Internal affairs | 23 March 2017

Over 20 years ago I wrote about Giambattista Tiepolo in The Spectator. Shortly afterwards I went to visit Howard Hodgkin in his spacious, white, light-filled studio close to the British Museum. It turned out that he had read my column and was pleased that someone had been discussing this 18th-century Venetian, who was just his idea of what a painter should be: a subtle master of colour, poetic, sensual, a bit neglected — in other words, much as he saw himself. The real subject matter of an artist such as Tiepolo, I suggested that day, is not really the Madonna or the apotheosis of some minor aristocrat. It is something

Sunny delight

No Californian could have painted Hockney’s pools. No La-La Land artist, raised on sun and orange juice, would have done tiles and diving boards and tan-lined bottoms as the boy from Bradford did. It had to be a Hockney, brought up, the fourth of five children, in a two-up two-down. Hockney, who aged three had sheltered from bombs with his mother Laura, father Kenneth, four siblings and a lady neighbour in the cupboard under the stairs. A Yorkshire child steeped in Typhoo tea and fortified by meat and potatoes from Robert’s Pie Shop. A painter who had bicycled the Wolds in the rain, and lived in the garden shed of

Ways of seeing

‘Radical’ is like ‘creative’, a word that has been enfeebled to the point of meaninglessness. Everybody seems to want to be both, but nobody has any clear idea of what might be involved. In the case of this exhibition, radical could refer either to aesthetic or political themes; neither seems quite right. Never mind, ’modernist’ has, with the passage of time, become more firmly anchored. We now know it was a movement in the arts that began in about the 1880s and ended in, very roughly, the 1950s or ’60s. It was a period in which art became preoccupied with form as a determinant — rather than the servant —

Back in the USSR

For much of 1517 Michelangelo Buonarroti was busy quarrying marble in the mountains near Carrara. From time to time, however, he received letters relating how his affairs were going in Rome. These contained updates on — among other matters — how his friend and collaborator Sebastiano del Piombo was getting on with a big altarpiece which he hoped, with Michelangelo’s help, would vanquish their joint rival, Raphael. This picture, ‘The Raising of Lazarus’, has been in the National Gallery for almost 200 years now (it is No. 1 in the inventory of the collection). Next March it will be one of the centrepieces in an ambitious exhibition that inaugurates the

Shady past

David Hockney: It is a kind of joke, but I really mean it when I say Caravaggio invented Hollywood lighting. It is an invention, in that he quickly worked out how to light things dramatically. I’ve always used shadows a bit, because that’s what you need below a figure to ground it, but mine are more like Giotto’s than Caravaggio’s. I use shadows that you see in ordinary lighting conditions; you don’t find ones like Caravaggio’s in nature. But there are other varieties of Hollywood lighting. The ‘Mona Lisa’ is one of the first portraits with very blended shadows. That face is marvellously lit, the shadow under the nose, and

Overshadowing all the rest

We don’t know what Caravaggio himself would have made of Beyond Caravaggio, the new exhibition at the National Gallery which is devoted to his own work and that of his numerous followers. But, by chance, we do have a very good idea what he would have said at least of one exhibit: ‘The Ecstasy of St Francis’ (1601) by Giovanni Baglione. Two years after this was painted, in 1603, Caravaggio stated in a disposition to a Roman court that he didn’t know of any other artist ‘who thinks Giovanni Baglione is a good painter’. Very few of Caravaggio’s own words survive, and those that do are mainly in the records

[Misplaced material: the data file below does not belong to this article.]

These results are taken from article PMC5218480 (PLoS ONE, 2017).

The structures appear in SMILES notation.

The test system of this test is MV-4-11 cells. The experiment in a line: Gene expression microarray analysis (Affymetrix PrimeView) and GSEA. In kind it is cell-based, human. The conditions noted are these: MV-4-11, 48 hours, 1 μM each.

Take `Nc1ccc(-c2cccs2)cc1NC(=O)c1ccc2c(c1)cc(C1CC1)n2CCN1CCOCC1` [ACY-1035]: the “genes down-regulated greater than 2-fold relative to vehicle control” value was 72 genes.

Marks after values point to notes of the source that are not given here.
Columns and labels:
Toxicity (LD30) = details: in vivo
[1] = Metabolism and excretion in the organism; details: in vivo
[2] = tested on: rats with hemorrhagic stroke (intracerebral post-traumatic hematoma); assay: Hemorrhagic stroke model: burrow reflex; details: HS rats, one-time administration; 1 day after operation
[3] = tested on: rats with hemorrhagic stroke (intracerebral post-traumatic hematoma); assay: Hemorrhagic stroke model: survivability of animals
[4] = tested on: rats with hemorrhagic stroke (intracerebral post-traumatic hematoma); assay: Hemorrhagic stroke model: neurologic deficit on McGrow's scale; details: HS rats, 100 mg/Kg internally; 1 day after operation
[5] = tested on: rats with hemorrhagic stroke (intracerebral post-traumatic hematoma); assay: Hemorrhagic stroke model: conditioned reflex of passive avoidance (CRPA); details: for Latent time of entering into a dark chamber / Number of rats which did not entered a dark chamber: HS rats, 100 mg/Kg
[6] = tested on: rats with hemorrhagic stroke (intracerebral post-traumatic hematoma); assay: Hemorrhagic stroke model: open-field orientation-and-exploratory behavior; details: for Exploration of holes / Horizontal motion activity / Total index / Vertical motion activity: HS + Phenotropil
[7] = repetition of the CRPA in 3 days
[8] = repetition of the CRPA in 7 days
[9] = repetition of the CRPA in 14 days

Echoes of Italy

‘Hidden beauty is best (half seen), faces turned away.’ So noted a young English painter named Winifred Knights in 1924. Until recently, the power of her own work has been thoroughly concealed. After her death in 1947, indeed even before it, Knights was forgotten. By the 1950s her reputation had sunk so completely that both the Tate and the Fitzwilliam Museum refused to accept one of her masterpieces as a gift. However, artists who disappear into oblivion are sometimes rediscovered — and that is what has happened to Knights, who is now the subject of an admirable exhibition at Dulwich Picture Gallery. It is, as the cliché goes, a revelation.

The food of love | 30 June 2016

‘You are the most adorable man and artist, intelligent, gifted, simple, loving and noble… I am really very, very lucky to be alive with you around….’ The relationship between the tenor Peter Pears and the composer Benjamin Britten is part of our cultural and national furniture. A partnership spanning nearly 40 years drove each artist to the peak of his creative and expressive powers, producing works like Peter Grimes, Winter Words and the War Requiem, as well as their definitive recordings. But music is only half of the Britten-Pears story. Before his death in 1976, Britten asked his friend and publisher Donald Mitchell to ‘tell the truth about Peter and

Lives of gay abandon

Somewhere I have a couple of neat letters from the artist Richard Chopping, politely declining my requests to interview him about Ian Fleming. ‘Dicky’ is best known for the trompe l’oeil dust jackets he painted for nine of Fleming’s James Bond novels. Because of this patronage, an accomplished second-division artist gained wider prominence, becoming at one stage, according to the New Yorker, the world’s highest paid book designer. It didn’t make him happy. He was involved in a long, bickering relationship with his fellow artist Denis Wirth-Miller, who was wilder and more experimental, but whose reputation, despite a close working association with Francis Bacon, has not endured so well. Chopping

Best in show | 31 December 2015

Until a decade and a half ago, we had no national museum of modern art at all. Indeed, the stuff was not regarded as being of much interest to the British; now Tate Modern is about to expand vastly and bills itself as the most popular such institution in the world. The opening of the new, enlarged version on 17 June — with apparently 60 per cent more room for display — will be one of the art world events of the year. But, like all jumbo galleries, it will face the question: what on earth to put in all that space? Essentially, there are two answers to that conundrum.